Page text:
• For the latest local updates, including detailed information on fuel, water, and other resource sites, visit the governor’s website and for more information.
  • Location of POD sites distributing food, water, and ice are updated daily at FLGOV.COM.
  • UPS, FedEx, and USPS are still experiencing service impacts, for communities on Pine and Sanibel Island which were cut off to road access.
  • Federal, state, and local agencies are urging citizens to be aware of the possibility of fraud, scams, and cybersecurity threats following Hurricane Ian.

Assessment of Healthcare and Logistics Impacts

Emergency Declarations and Measures

Critical Infrastructure Impacts

Access and Reentry

  • No updates since 9/30.
  • Florida
    • Florida’s access and re-entry plans and policies are managed by local officials, working closely with Florida’s Division of Emergency Management. During a disaster, private sector companies should coordinate with the Division of Emergency Management, in addition to local health departments and local emergency managers to assess whether they are authorized to enter an impacted area, only after it has been deemed safe enough to do so.
    • Individuals who wish to enter the disaster area must have the following on hand:
      • Valid government-issued ID (driver’s license, passport)Proof of employment (employer credentials, document on company letterhead)
      • Demonstrated need to enter the area (work order, inventory list, employer authorization)
      • Note, DHS CISA’s Access Coordination Letter is not an acceptable document to enter any disaster areas in Florida.
  • North Carolina
    • North Carolina requires pre-registration of vendors who provide critical services and goods before they attempt to enter disaster areas. These vendors must apply for a Certificate of Post Disaster Re-entry to be able to enter areas impacted by disasters. Information on applying for this certificate can be found at this North Carolina Business Emergency Operations Center site. Final decisions about entry/re-entry are still under the authority of local governments.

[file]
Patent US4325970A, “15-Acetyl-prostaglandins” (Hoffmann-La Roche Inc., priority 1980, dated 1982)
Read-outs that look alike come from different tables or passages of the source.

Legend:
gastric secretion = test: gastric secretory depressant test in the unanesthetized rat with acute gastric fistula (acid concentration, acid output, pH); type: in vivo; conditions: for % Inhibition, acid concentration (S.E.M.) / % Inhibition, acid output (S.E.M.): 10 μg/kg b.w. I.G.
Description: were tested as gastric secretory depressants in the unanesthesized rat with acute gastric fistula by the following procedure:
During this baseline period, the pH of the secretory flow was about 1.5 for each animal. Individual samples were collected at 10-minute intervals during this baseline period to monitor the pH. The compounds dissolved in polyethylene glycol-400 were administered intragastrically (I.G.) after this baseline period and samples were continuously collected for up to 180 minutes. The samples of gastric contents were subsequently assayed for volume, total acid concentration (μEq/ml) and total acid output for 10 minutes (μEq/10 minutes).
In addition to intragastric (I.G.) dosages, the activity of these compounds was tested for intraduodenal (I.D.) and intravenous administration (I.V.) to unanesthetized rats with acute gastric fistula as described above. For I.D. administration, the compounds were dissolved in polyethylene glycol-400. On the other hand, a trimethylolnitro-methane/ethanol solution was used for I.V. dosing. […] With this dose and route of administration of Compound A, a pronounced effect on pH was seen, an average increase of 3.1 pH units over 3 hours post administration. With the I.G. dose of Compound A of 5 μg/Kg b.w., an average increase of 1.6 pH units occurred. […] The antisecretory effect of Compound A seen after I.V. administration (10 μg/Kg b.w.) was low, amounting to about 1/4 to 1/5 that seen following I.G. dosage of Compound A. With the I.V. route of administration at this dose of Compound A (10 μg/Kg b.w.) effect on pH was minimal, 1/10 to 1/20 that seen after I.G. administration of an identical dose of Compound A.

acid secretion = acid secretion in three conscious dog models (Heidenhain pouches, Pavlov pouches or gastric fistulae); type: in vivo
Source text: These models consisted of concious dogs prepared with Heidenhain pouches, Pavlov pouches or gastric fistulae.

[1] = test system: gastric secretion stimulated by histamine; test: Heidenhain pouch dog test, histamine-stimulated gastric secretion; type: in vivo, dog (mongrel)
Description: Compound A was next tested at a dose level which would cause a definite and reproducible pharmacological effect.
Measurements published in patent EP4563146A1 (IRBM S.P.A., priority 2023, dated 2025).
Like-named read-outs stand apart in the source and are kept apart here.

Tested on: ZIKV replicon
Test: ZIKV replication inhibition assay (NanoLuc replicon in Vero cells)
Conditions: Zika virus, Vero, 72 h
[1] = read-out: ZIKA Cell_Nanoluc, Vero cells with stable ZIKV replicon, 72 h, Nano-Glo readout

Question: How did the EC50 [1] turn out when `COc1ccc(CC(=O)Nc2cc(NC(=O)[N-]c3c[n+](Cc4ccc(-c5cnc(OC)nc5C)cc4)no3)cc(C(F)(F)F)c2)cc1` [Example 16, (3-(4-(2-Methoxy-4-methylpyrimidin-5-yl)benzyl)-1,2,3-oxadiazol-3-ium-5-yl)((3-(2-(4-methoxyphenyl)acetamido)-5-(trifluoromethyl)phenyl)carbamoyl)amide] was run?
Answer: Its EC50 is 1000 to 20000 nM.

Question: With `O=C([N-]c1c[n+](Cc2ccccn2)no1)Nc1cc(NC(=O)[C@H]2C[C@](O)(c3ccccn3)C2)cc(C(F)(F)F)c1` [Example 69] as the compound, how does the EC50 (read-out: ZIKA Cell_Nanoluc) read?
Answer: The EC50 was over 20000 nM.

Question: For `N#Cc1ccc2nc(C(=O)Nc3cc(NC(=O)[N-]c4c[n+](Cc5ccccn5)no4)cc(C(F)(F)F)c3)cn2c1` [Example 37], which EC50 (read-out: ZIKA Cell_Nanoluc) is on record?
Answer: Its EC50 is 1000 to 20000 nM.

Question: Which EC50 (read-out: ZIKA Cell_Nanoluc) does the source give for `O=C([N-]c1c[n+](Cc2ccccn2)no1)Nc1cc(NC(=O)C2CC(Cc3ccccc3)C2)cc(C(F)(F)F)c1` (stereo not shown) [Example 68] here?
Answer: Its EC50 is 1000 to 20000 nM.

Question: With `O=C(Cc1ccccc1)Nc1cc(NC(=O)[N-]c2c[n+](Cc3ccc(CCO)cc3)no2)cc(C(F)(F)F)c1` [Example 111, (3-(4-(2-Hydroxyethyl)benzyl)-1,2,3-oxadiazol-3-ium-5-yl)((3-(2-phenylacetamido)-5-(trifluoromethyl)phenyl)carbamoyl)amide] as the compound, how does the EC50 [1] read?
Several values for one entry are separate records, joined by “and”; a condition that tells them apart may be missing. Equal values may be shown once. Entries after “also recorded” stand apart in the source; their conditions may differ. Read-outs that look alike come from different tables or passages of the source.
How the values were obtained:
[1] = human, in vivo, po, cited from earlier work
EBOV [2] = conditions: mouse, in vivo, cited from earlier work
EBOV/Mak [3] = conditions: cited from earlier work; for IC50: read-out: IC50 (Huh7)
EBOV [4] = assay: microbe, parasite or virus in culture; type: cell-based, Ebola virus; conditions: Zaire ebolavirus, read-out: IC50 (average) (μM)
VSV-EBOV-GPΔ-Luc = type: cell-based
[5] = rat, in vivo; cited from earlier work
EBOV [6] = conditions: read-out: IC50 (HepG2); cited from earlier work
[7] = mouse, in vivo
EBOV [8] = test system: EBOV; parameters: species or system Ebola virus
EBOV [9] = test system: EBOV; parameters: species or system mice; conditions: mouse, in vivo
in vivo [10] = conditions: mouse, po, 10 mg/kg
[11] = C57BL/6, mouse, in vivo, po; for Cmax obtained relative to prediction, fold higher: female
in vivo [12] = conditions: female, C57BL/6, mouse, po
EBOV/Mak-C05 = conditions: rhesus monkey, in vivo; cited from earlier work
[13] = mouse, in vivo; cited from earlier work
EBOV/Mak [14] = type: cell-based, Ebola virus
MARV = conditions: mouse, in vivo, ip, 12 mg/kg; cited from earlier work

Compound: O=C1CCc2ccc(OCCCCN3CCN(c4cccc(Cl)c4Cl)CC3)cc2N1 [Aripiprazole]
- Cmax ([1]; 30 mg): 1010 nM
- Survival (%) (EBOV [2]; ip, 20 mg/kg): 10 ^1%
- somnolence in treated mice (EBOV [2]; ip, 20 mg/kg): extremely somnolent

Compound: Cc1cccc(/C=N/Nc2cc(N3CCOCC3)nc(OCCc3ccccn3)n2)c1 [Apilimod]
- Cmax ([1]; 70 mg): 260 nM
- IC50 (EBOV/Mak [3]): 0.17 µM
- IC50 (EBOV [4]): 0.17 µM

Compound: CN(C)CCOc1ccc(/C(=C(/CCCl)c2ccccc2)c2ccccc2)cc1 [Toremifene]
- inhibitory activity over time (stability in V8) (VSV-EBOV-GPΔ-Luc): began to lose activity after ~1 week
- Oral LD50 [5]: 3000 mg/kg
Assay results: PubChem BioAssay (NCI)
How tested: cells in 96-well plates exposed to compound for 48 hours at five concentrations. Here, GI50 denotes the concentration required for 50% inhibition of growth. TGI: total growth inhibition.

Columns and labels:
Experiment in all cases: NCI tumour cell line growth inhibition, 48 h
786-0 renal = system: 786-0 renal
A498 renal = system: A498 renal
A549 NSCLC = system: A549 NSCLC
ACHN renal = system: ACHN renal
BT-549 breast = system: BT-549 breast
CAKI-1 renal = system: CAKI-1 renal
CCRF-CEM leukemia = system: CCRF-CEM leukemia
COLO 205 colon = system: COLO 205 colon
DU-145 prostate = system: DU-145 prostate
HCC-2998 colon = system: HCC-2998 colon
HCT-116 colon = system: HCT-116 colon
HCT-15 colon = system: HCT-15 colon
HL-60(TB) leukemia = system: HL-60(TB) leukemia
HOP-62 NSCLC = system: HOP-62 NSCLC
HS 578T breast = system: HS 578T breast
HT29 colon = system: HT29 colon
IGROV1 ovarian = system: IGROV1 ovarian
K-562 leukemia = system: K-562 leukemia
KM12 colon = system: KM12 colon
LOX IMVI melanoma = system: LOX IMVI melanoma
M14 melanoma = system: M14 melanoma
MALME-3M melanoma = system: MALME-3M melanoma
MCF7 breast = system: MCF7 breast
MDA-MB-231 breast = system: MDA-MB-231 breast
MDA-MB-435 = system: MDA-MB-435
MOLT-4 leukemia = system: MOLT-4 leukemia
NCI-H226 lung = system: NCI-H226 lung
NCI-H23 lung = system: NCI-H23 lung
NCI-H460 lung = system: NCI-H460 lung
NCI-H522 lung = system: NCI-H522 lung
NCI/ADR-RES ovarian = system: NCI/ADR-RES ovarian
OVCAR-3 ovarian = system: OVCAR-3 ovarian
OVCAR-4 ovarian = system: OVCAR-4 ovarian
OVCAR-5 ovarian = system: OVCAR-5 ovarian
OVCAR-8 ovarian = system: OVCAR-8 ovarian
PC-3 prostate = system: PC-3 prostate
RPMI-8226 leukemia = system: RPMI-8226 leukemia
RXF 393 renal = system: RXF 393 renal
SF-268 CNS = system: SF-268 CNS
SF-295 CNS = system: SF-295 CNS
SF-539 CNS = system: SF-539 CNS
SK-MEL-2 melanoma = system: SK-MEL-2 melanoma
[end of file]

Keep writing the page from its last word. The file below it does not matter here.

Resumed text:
• South Carolina
    • South Carolina requires business to register for post-disaster reentry certification before they attempt to enter impacted areas. Business can register for the program with the SC Emergency Management Division and SC Department of Commerce. Final decisions about entry/re-entry are still under the authority of local governments.

Healthcare Response Updates and Needs

Public Health Impacts

  • Infectious illnesses
    • With people entering and/or remaining in shelters due to the hurricane, there is an increased risk of transmission of COVID-19 and other infectious diseases.
      • As of 10/9, CDC reports 10,793 total COVID-19 cases (higher than 10/6), an average of 218 new hospital admissions (lower than 10/6), and 49 deaths over the past seven days in Florida.
      • As of 10/9, there are 2,672 confirmed Monkeypox cases in Florida (higher than reported on 10/6).
  • Chemicals/Flood Water
    • Gas and diesel can generate carbon monoxide when generators are not properly used. This can cause dizziness, headaches, and other negative health effects. Breathing can also be impacted by mold and pollutants in the air. Practice safe generator usage to decrease risk of health implications.
  • Mosquito-borne illnesses
  • Waterborne hazards
    • Waterborne hazards are common after a hurricane because of the high amounts of water that buildup post storm and flood. Experts recommend avoiding drinking tap water, using water filters when possible, and to refrain from walking through flood waters when possible.